UK Men's Basketball

Calipari says Kentucky ‘has learned to fight’ but still in need of postseason tweaking

Calipari taking suggestions on fixing slow starts

After Kentucky's 71-63 win at Texas A&M, John Calipari lamented another slow start. UK trailed 19-4 early.
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After Kentucky's 71-63 win at Texas A&M, John Calipari lamented another slow start. UK trailed 19-4 early.

The “tweak” is back. Kentucky surely hopes it has the same impact this year that it had in 2014.

UK Coach John Calipari spoke Monday of tweaks that can help his team entering the Southeastern Conference and NCAA tournaments. Three years ago, after a much-ballyhooed tweak, Kentucky went on a Final Four run after having lost four of its final seven regular-season games.

As for this Kentucky team, which begins SEC Tournament play Friday, Calipari said, “We’re definitely not where we want to be. We’ve got a couple practice days here to get some stuff tweaked.”

Calipari called for a “different mentality” going into the SEC Tournament and beyond.

“I’m in a great space right now,” Calipari said. “So I want my players in the same frame and same mindset that I’m in.”

While Kentucky continued a pattern of inconsistent play in the regular season’s final three games, Calipari took solace in how the Cats ultimately beat Florida, Vanderbilt and Texas A&M despite falling behind early by 12, 19 and 15 points in those games, respectively.

“I’m loving the fact that the team has learned to fight,” Calipari said. “That they stuck together when things looked bleak. And they just kept going and had a will to win, and all that stuff.

“But there’s something that is not quite right that we have a few days to try to fix.”

The three more recent games showed that Kentucky has learned to compete, value possessions and stay united in trying to execute a game plan, Calipari said.

They’ve been down double-digit points in a number of games. And that’s not a recipe for tournament success.

ESPN analyst Jay Bilas on Kentucky

“So we learned how we have to play for 40 minutes,” he said. “We just haven’t done it yet. We’ve done it for 20 minutes. That’s why I say we have work to do now looking at it and saying, OK, where we are right now, we’re going to tweak some stuff.”

Other SEC coaches spoke of how consistency is an invaluable component for long-term success.

“It’s huge,” Florida Coach Mike White said. “Something we talk about a lot.”

Tennessee Coach Rick Barnes suggested that consistency can be more difficult to achieve in the postseason.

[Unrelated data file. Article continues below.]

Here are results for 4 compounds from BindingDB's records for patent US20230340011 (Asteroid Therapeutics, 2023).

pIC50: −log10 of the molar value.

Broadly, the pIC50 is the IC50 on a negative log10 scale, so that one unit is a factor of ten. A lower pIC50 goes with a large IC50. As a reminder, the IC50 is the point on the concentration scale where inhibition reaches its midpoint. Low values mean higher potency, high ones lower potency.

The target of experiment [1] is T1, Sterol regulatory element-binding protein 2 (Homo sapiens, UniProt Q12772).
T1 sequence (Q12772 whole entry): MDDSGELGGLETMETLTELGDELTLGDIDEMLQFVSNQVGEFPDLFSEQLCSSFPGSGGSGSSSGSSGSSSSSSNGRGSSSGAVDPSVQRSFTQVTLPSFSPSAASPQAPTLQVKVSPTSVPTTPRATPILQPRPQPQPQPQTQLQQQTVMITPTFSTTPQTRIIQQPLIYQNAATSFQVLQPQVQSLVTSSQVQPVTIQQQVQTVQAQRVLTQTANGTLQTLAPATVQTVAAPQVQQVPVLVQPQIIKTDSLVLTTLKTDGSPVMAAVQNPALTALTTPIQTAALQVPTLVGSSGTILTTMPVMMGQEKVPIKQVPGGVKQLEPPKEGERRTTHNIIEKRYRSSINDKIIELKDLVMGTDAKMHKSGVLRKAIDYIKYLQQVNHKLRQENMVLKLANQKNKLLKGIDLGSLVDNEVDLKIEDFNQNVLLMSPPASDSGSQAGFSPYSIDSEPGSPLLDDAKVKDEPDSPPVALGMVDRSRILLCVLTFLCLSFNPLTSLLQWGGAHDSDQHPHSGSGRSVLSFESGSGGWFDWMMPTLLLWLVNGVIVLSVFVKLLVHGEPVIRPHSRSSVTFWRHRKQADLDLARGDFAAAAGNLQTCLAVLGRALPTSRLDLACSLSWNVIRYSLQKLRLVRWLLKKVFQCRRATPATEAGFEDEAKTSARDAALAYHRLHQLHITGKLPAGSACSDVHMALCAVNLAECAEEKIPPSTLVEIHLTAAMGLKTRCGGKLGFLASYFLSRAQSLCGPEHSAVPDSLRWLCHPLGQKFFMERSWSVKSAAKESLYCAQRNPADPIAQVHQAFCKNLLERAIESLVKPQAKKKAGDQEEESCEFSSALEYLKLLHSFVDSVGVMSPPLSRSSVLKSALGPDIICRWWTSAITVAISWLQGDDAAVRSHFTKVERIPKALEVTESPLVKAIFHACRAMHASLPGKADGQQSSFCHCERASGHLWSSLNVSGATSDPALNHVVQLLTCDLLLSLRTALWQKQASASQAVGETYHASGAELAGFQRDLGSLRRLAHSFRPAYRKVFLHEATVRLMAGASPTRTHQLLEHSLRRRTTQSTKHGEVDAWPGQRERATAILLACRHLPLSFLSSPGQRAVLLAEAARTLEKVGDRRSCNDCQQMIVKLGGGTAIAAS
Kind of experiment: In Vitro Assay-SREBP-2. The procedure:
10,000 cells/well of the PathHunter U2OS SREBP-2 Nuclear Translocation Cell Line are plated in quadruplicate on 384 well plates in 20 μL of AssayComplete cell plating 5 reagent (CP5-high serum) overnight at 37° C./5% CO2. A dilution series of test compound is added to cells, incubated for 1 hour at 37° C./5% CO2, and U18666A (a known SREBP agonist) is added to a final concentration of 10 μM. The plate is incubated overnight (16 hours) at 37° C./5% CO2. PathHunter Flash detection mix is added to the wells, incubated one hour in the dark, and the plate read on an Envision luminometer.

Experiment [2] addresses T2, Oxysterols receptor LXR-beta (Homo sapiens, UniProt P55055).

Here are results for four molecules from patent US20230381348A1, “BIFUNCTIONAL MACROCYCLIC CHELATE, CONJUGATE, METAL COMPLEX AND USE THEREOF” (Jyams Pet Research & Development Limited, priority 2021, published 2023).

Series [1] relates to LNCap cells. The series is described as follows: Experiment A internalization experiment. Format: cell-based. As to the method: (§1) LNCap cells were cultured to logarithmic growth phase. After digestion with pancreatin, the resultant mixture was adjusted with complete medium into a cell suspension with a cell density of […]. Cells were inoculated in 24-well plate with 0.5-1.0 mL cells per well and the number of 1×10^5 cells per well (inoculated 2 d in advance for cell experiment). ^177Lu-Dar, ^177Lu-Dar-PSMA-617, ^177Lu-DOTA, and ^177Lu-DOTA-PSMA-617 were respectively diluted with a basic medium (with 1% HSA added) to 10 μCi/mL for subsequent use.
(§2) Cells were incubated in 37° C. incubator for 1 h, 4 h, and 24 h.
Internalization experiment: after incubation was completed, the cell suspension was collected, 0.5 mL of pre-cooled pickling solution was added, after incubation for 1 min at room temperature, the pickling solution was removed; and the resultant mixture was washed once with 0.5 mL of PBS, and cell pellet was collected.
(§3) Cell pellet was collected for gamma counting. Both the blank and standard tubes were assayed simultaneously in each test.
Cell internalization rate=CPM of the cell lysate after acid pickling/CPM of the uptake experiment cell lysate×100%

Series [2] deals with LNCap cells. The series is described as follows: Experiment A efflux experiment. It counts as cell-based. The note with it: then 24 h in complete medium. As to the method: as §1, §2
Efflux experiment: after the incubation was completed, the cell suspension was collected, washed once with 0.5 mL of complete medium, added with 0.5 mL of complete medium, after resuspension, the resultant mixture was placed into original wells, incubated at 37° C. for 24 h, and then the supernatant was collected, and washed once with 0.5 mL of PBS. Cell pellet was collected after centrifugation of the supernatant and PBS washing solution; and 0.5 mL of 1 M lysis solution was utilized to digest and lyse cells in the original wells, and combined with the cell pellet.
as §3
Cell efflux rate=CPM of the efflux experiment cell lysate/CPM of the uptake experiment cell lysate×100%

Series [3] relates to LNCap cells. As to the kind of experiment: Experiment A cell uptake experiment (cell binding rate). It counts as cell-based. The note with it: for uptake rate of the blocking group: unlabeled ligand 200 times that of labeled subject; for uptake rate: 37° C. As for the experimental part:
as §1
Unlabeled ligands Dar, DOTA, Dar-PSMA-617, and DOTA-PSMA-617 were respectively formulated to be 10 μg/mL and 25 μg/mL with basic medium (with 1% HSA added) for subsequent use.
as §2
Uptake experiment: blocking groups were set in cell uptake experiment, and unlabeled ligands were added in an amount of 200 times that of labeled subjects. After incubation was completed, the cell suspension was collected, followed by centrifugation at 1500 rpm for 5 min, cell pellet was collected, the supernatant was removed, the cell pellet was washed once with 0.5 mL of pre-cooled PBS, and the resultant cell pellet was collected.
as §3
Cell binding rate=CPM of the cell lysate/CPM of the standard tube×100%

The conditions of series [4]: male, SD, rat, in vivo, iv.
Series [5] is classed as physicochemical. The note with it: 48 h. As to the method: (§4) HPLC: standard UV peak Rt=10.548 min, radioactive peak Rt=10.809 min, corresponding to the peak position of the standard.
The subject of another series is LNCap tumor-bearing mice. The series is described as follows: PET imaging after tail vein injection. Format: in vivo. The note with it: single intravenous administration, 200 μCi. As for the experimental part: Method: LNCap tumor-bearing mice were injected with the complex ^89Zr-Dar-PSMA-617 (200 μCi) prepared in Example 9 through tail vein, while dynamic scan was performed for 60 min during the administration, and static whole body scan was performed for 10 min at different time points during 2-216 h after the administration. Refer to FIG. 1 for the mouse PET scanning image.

After noting how his team had grown during the season, Barnes said, “Now, they’re going to learn something else: that postseason play is more difficult, probably, than they can imagine. So they have to realize it’s about getting an edge and being razor-focused. And you better be on edge or it’ll end real quickly.”

On a separate teleconference earlier in the day, ESPN analyst Jay Bilas suggested that Kentucky could be consistent enough to win six games — and the national title — in the NCAA Tournament.

“Well, they can win six games,” he said before adding, “I don’t favor them to do it.”

Perhaps as a helpful component to the mindset Calipari spoke of creating, Bilas said it was better not to think of the NCAA Tournament as requiring six victories against potentially better and better competition. Instead, think of it as a four-team tournament the first weekend, then another four-team tournament the second weekend and then, as the name makes obvious, the Final Four, he said.

“That makes it a little easier to wrap your head around,” Bilas said. “It’s not golf. You don’t have to beat everybody.”

Bilas said it was difficult to say if there was time for Kentucky or any team to develop consistency. But, if continued, the stark momentum changes in several UK games this season can make a deep run in the NCAA Tournament more difficult.

Rallying from 19 points down against Vanderbilt at home is one thing, Bilas said. “You know you can overcome that,” he said.

“They’ve been down double-digit points in a number of games. And that’s not a recipe for tournament success.”

Bilas saw the SEC Tournament as a “pretty darn good barometer” for Kentucky achieving greater consistency in a neutral-site, postseason atmosphere.

Calipari, who is no fan of conference tournaments, acknowledged the SEC Tournament can serve a purpose.

“They matter to try to get you ready for where you want to do,” he said. “Like I keep saying, this is not like if you lose, you die. That’s next week.”

Then Calipari laughed.

Maten update

If Georgia beats Tennessee Thursday, the Dawgs would play Kentucky in Friday’s quarter-finals.

Georgia Coach Mark Fox did not rule out star forward Yante Maten playing in the SEC Tournament. Of course, Maten has not played since straining a knee inside the first two minutes against UK on Feb. 18.

Maten, whom Mississippi State Coach Ben Howland called the SEC’s “most underrated player,” was Georgia’s leading scorer (18.7 ppg). His 41 blocks still lead Georgia.

Maten has not practiced, but has begun shooting.

Of Maten playing in the SEC Tournament, Fox said, “I don’t know if I could put odds on it: 50/50 maybe. That’s probably unfair for me to even guess.”

As for Maten playing in a subsequent postseason tournament, Fox said, “I’m confident the following week he’d be ready to go.”

After Kentucky finished its regular season with a 71-63 win at Texas A&M, John Calipari said the postseason is wide open.

After 71-63 win at Texas A&M, Kentucky coach John Calipari talked about the play of Isaiah Briscoe.

Jerry Tipton: 859-231-3227, @JerryTipton

SEC Tournament

When: Wednesday through Sunday

Where: Bridgestone Arena in Nashville, Tenn.

UK’s first game: 1 p.m. (EST) Friday vs. Tennessee or Georgia

TV: SEC Network

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